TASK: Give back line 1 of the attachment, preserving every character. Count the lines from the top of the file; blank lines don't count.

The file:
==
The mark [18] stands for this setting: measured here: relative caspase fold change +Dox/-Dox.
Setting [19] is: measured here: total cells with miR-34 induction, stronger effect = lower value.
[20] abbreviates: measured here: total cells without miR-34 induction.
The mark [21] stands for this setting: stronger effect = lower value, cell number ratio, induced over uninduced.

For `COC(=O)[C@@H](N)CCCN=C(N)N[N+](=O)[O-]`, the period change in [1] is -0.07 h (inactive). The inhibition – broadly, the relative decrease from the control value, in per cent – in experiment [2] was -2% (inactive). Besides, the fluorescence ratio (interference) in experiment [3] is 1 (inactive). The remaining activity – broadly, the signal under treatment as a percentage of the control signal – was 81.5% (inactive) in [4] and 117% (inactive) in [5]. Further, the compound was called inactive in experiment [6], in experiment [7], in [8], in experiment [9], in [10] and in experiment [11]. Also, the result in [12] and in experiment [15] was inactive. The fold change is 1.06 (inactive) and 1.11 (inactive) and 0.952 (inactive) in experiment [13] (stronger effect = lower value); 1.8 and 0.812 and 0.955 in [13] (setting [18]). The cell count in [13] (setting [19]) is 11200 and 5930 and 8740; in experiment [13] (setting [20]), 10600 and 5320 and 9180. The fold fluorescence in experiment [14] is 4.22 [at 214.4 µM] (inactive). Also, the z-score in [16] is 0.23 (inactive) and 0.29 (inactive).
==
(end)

The mark [18] stands for this setting: measured here: relative caspase fold change +Dox/-Dox.